Now In The Minority, Republicans Suddenly Find Religion on Wonders of Filibusters and Evils of Majority Rule
I also noticed Steve at The Carpetbagger Report had already posted something I intended to write about today as Republicans - who wanted to end the practice of filibusters when they were in the majority - threaten to filibuster any attempt to block Bush's "surge" (along with anything else they don't like) and whine that they can't still be the rulers of everything now that Dems have the majority. Here:
>For the last few years, congressional Republicans would cry “obstructionism!” at the drop of a hat. Any effort to stand in the way of the president’s agenda in Congress was outrageous, offensive, and possibly even unconstitutional. What mattered, more than anything, was preserving the notion of majority rule. To filibuster was to be un-American.
That was then. Have you noticed how the GOP has suddenly rediscovered its appreciation for standing in the way of the majority?
Back when he was in the Senate majority, Kentucky’s Mitch McConnell thought it was pretty outrageous that Democrats were using the threat of filibusters to set up a 60-vote requirement for the confirmation of a handful of George W. Bush’s judicial nominees. McConnell called the Democrats’ tactics an “ugly denial” of “fundamental fairness” that was “unprecedented in the history of the country” and would cause “great damage” to the U.S. Senate.Remind me, what was that the GOP was saying about “obstructionism”?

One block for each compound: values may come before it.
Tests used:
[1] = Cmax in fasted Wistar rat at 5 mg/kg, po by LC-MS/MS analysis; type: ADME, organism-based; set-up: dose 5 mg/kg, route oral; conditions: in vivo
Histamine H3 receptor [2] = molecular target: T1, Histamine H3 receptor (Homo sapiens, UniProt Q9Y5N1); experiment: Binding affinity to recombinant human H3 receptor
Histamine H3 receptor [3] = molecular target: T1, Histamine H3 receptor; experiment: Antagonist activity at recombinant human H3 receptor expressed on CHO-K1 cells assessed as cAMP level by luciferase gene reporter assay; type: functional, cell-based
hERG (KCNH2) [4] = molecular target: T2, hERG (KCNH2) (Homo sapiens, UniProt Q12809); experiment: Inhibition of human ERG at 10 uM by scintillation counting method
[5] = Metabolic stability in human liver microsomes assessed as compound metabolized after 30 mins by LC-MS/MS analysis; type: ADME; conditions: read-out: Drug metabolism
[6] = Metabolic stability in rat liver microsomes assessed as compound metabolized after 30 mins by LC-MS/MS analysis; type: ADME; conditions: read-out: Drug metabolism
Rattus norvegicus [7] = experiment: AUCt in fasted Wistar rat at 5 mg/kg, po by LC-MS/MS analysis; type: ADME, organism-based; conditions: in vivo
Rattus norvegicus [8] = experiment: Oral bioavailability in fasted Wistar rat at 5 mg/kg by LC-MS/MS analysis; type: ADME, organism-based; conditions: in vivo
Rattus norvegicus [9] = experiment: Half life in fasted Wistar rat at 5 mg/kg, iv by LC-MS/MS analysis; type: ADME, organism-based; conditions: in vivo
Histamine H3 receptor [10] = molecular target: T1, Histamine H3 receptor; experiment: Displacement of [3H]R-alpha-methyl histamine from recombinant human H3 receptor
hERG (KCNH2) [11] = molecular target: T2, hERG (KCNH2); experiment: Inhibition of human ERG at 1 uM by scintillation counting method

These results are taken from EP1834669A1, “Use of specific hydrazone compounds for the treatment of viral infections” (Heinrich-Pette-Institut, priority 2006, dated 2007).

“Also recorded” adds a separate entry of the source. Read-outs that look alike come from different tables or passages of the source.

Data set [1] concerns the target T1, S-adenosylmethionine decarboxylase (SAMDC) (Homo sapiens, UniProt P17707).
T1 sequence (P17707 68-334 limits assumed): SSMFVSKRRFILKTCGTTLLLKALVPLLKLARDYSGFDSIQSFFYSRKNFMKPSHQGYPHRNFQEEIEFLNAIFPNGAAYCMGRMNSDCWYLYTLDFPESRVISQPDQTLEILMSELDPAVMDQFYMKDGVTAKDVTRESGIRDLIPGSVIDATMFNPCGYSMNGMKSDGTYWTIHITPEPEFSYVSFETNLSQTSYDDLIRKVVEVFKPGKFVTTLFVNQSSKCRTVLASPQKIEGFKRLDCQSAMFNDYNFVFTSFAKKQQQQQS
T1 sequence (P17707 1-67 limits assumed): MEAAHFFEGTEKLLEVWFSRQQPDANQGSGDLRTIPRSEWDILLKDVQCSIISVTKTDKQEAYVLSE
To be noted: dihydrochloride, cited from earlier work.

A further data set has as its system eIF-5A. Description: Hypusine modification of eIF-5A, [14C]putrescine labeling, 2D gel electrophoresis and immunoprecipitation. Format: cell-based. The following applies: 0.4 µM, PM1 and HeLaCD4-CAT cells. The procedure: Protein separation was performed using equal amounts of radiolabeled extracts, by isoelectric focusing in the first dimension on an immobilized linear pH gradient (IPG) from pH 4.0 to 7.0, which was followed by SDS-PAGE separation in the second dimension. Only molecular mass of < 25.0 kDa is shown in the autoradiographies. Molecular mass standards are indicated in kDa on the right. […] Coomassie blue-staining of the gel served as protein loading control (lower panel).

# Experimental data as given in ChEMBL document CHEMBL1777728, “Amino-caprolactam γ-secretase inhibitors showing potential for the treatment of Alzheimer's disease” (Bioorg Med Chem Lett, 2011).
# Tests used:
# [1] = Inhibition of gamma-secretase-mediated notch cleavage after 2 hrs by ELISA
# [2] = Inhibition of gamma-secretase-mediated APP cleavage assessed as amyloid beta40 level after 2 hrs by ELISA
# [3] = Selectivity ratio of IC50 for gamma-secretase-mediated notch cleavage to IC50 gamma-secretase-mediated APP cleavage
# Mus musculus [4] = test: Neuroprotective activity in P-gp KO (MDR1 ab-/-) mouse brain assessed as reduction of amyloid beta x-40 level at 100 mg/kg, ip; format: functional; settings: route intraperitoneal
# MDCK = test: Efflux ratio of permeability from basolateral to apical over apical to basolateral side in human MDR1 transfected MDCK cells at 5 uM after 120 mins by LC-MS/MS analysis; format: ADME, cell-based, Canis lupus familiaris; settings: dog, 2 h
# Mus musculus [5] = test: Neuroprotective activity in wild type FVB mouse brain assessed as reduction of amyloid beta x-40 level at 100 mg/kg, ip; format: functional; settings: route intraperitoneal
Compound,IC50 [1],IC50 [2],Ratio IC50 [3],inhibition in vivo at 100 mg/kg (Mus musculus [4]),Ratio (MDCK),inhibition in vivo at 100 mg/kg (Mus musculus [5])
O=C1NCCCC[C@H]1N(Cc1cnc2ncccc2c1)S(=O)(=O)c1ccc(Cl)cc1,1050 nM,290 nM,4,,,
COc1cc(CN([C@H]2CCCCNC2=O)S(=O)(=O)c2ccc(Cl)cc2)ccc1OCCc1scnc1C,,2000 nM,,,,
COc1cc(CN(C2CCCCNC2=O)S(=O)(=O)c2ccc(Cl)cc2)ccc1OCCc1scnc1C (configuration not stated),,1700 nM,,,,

Now that the Republicans are in the minority, it turns out that using filibusters to force 60-vote cloture votes is nothing other than standard operating procedure. The Senate is set to debate competing anti-escalation resolutions next week, and McConnell tells MSNBC that all of them “are likely, as virtually everything in the Senate is likely, to be subject to a 60-vote threshold.”